Seasoning – every burger needs some seasonings. The sky is the limit when it comes to spices and herbs. Actually, that’s not true. With veggie burgers, I would recommend not using any liquid-based seasonings, such as soy sauce, mustard, Worcester sauce, Sriracha sauce … Opt for dry seasonings to avoid too much moisture.
Pre-cook the veggies – you can make veggie burgers out of almost any vegetable. The one trick with veggies is to sauté them first to eliminate their water content and condense their flavor. Same as legumes, veggies are high in moisture and can cause your burgers to turn out soggy and mushy on the inside. This is the number one reason veggie burgers don’t hold well on a grill. Another benefit of cooking the vegetables is that you can season them to make them even more flavorful.
Cook the grains – even though you’ll be throwing these burgers on a grill, it won’t be enough time to cook the grains. So whichever grains you’re using – rice, quinoa, or bulgur – always cook them first.
Mash the beans – the degree to which you process the beans is really important. If you don’t mash the beans enough, your patties will fall apart. If you mash the beans too much, the patties will be too mush, having a paste-like texture. I prefer to mash them well, yet leaving about 3/4 of the beans only partially mashed.
Taste before throwing the burgers on a grill – the one advantage veggie burgers have over regular meat-based burgers is that you can taste them as you go. There’s no raw meat or raw eggs. So consider tasting the veggie burger mixture before forming it into burgers to see if it needs additional seasoning.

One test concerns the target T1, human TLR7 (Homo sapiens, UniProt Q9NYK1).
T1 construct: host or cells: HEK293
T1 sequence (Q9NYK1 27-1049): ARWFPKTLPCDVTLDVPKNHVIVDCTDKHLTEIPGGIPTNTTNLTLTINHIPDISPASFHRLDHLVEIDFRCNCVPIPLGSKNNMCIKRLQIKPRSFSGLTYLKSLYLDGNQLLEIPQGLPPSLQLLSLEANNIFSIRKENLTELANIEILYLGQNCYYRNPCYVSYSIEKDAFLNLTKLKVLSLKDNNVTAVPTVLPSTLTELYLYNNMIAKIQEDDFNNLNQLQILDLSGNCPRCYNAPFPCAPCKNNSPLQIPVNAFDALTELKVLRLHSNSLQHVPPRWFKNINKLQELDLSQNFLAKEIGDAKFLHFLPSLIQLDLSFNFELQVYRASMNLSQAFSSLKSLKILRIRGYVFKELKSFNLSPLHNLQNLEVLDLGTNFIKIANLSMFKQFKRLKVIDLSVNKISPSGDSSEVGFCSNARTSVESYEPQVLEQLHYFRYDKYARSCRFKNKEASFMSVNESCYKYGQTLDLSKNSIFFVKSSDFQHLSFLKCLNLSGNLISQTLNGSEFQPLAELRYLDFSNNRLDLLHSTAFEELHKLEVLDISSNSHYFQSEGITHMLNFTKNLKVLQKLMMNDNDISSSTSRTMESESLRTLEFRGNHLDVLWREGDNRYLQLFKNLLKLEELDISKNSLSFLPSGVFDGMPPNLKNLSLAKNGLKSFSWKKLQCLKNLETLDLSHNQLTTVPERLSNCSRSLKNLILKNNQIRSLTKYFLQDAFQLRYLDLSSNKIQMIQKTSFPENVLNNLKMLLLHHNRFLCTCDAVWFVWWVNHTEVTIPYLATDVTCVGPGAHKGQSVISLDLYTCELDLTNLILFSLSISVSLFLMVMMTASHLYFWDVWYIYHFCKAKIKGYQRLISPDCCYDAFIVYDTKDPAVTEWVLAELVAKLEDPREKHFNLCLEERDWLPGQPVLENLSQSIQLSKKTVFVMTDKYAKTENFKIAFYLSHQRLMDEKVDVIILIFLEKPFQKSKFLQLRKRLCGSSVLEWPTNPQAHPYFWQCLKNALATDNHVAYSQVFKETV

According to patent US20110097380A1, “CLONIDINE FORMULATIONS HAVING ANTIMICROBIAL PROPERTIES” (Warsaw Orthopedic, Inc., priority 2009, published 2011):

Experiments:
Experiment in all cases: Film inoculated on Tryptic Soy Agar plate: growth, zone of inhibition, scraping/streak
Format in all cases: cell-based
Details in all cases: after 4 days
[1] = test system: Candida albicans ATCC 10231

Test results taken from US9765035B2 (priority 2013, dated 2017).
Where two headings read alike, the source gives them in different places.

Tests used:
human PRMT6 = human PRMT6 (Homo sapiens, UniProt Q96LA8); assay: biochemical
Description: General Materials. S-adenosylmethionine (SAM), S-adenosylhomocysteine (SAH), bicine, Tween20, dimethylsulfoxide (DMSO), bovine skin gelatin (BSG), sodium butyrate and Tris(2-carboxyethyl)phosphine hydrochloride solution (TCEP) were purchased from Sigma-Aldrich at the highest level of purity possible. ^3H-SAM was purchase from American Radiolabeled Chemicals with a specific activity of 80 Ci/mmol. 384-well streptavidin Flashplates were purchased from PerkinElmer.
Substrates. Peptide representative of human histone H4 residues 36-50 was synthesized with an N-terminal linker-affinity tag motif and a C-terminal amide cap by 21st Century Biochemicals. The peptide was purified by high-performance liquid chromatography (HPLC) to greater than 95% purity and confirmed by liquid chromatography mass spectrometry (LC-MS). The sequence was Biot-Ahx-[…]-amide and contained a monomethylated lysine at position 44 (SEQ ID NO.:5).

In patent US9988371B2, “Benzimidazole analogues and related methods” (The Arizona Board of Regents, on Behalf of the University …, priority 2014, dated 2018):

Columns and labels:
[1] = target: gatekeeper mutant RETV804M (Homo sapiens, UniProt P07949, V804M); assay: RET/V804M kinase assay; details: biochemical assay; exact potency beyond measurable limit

Bake, fry, or grill – my favorite method of cooking these veggie burgers is grilling. Grilling is particularly useful when you want more meat-like texture from your veggie burgers. Plus, grilling is a lot of fun, especially when it’s nice outside.
This recipe has a long list of ingredients and several steps to complete. But the ingredients are easy to find and the steps are simple. You’ll not regret taking the time to make these veggie burgers. To make all the work worth your time, double the recipe, and freeze the cooked patties for a quick meal down the road.
If you try this recipe, let me know in the comments below. I would love to hear from you!
Tools You’ll Need
1. Food Processor (Breville Sous Chef) | 2. Cookware Set (Calphalon, Stainless Steel) | 3. Mixing Bowls (Set of 3, Pyrex, Glass) | 4. Cutting Board (12″x 9″, Midori Way, Bamboo) | 5. Measuring Cups (Set of 6, Bellemain, Stainless Steel) | 6. Knife Set (6 Pieces, Utopia, Stainless Steel) | 7. Measuring Cup (2 cups, Pyrex, Glass) | 8. Mesh Strainers (Set of 3, Cuisinart, Stainless Steel) | 9. Measuring Spoons (Set of 6, 1Easylife, Stainless Steel)
Nutrition Refined is a participant in the Amazon Services LLC Associates Program, an affiliate advertising program designed to provide a means for us to earn fees by linking to Amazon.com and affiliated sites — at no extra cost to you. Thank you for your support